At this time of spring and renewal, it seems appropriate to consider Easter flowers. Pasqueflowers, or flowers of peace, lend their loveliness to the Easter season around the world. Some 33 species exist with picturesque names, like Easter flower, prairie crocus, wind flower and meadow anemone. They are valued as ornamentals because of their loveliness – even after drying. It is the state flower of South Dakota, the county flower for a couple of counties in England and the provincial flower of Manitoba, Canada. These are clearly beloved flowers.
It also has gone through a series of disputed nomenclatures. Googling this plant family will pull up Anemone as a genus name, along with the more common name, Pulsatilla.
Here in the Taos area, Pulsatilla patens subspecies multifida of the Ranunculaceae (buttercup) family are known as high-elevation, mountain meadow flowers that like partial shade and cool, moist areas. They grow 6 to 12 inches tall and their leaves have silky hairs. They have colored sepals as opposed to petals and come in an Easter-like palette of pastel colors, mostly blues and white.
Despite their innocent Easter appearance, these can be toxic plants, so they are best viewed in their natural environment or dried. Nonetheless, Pulsatilla has long been used as a homeopathic remedy after drying, then pulverizing and turning it into pill or potion. Among other things, it has been used for anemia, sties in the eye, mucus, ear problems and headaches.
Easter daisy, or Townsendia exscapa, is another perfect flower for the season. This, too, is a high-elevation flower growing in pinelands. These white, tinged with pink or lavender, flowers bloom close to the ground, growing only about 2 inches tall and have yellow centers. The Navajo have been known to use this plant as an infusion to ease birth delivery. Ease into your season of birth with these lovely, native Easter flowers.
NPS guest speakers in April
On April 17, the speaker will be Sylvia Rains Dennis, botanist, restoration ecologist and educator for Wildlandance and Yampa restoration. Her talk is titled, “Natural Landscapes and Human Habitat: Restore, Sustain, Care.” Dennis will open with local examples of native landscapes to illustrate a range of restoration and biodiversity concerns, then focus on what it means to live compatibly and sustainably within our natural surroundings. She invites attendees to bring along examples of how habitats depend upon ecology and community for a group discussion.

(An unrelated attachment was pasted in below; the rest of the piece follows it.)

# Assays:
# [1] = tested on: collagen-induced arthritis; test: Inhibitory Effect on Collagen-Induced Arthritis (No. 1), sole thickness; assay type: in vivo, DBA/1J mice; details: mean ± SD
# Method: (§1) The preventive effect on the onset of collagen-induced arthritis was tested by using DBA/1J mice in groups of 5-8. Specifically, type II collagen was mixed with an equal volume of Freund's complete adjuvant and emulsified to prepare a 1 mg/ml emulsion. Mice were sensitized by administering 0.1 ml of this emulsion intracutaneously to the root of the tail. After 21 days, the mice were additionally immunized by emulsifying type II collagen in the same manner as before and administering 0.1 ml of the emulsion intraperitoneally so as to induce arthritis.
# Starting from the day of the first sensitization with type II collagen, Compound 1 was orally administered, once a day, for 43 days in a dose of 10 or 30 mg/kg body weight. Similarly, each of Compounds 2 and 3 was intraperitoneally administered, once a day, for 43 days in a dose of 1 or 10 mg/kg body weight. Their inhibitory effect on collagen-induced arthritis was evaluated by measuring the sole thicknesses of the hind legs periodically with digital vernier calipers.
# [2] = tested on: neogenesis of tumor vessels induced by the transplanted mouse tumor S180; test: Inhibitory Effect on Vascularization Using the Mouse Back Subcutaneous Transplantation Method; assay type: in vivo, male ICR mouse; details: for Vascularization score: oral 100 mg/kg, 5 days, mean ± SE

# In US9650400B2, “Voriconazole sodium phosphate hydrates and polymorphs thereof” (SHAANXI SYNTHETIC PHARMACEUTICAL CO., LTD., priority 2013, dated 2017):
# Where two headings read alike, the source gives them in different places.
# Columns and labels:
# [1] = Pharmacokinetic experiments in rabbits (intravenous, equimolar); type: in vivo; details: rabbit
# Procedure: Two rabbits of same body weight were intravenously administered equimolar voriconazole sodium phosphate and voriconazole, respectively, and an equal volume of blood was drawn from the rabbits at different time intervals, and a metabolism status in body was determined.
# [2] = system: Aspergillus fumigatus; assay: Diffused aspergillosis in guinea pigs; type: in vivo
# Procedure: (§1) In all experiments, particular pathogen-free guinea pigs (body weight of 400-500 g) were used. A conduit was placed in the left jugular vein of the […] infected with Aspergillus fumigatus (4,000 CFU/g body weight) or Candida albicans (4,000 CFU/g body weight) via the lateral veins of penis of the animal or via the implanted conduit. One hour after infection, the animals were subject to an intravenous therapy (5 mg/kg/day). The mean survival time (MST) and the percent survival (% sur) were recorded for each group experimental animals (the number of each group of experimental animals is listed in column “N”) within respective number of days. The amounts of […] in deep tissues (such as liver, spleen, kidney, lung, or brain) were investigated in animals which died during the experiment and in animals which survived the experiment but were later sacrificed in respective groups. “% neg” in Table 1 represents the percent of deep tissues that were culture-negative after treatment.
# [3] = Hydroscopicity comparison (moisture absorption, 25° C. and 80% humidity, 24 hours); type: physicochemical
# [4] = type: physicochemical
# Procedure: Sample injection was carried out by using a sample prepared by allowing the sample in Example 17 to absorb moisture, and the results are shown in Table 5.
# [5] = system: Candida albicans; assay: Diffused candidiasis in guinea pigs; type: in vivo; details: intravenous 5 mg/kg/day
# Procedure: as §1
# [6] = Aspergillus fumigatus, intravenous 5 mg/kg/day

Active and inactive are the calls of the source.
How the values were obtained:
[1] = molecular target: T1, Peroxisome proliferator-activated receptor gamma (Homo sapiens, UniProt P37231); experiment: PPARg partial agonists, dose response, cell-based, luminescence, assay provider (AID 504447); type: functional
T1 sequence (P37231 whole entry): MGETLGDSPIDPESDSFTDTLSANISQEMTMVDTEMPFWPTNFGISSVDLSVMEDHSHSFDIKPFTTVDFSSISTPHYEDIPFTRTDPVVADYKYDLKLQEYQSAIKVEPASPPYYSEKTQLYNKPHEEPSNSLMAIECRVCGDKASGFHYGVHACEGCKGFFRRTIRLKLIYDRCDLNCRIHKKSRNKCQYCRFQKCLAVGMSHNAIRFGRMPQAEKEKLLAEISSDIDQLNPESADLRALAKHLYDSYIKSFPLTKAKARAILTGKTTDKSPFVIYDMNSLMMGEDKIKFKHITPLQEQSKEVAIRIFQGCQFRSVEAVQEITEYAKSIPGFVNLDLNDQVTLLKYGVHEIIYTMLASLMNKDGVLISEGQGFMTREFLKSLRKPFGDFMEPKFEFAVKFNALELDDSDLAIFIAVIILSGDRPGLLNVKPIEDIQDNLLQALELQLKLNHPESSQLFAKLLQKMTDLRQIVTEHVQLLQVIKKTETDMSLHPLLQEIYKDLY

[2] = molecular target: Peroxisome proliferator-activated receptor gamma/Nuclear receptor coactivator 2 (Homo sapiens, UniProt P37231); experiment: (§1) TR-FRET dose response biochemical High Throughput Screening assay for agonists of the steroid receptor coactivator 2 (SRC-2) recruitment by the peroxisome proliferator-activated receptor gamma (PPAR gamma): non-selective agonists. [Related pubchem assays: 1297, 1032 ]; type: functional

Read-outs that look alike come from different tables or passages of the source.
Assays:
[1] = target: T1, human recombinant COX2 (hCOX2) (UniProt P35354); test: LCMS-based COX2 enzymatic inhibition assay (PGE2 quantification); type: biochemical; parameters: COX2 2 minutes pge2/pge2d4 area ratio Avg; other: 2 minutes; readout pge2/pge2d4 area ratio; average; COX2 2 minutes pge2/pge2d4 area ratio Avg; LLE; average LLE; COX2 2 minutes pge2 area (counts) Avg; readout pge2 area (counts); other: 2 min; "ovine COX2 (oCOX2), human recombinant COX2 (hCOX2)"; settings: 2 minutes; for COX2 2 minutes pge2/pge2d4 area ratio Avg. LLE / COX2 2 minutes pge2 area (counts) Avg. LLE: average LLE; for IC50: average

The speaker has degrees in botany and forest biodiversity from Colorado State University, Oregon State University and the University of California, as well as an English degree she obtained in the U.K. – from both University of Oxford and the University of Birmingham. She has many years of teaching and developing field curricula, especially in the Rocky Mountains, under her belt. Her wide range of experience includes extensive professional collaboration and project training and she is active in the Society for Ecological Restoration and the Ecological Society of America, among many others.
Dennis founded both Wildlandance and its Colorado predecessor, Rocky Mountain Botanical Habitats. The mission of Wildlandance is to contribute to a range of natural science, survey, restoration and educational projects. Her main focus is the continuum of natural habitats. Join in at 6 p.m. Monday (April 17) to listen to and participate in this lecture and Powerpoint presentation.
In March, the Native Plant Society had a well-attended and informative talk by Dr. John Ubelaker regarding hummingbirds and their favorite plants. You can view the entire talk at tinyurl.com/mhds73l.
Now is the time to begin planting and planning for our flying jewels and other pollinators, like our native bees. Just this fall, seven species of bees native to the United States were added to the endangered species list, the first time ever for bees. Let’s give them a helping hand by planting what they need and like.
Native Plant Society welcomes suggestions for topics, speakers, special events, field trips, community outreach activities or any other learning opportunity.
For more information, contact TaosNPS at TaosNPS@gmail.com or call (505) 751-0511. Chapter website: npsnm.org/about/chapters/taos. Facebook page: Search for “Native Plant Society New Mexico Taos Chapter.”
Johnson is an active member of the national Outdoor Writers’ Association. She writes this column on behalf of the Native Plant Society of New Mexico, Taos Chapter.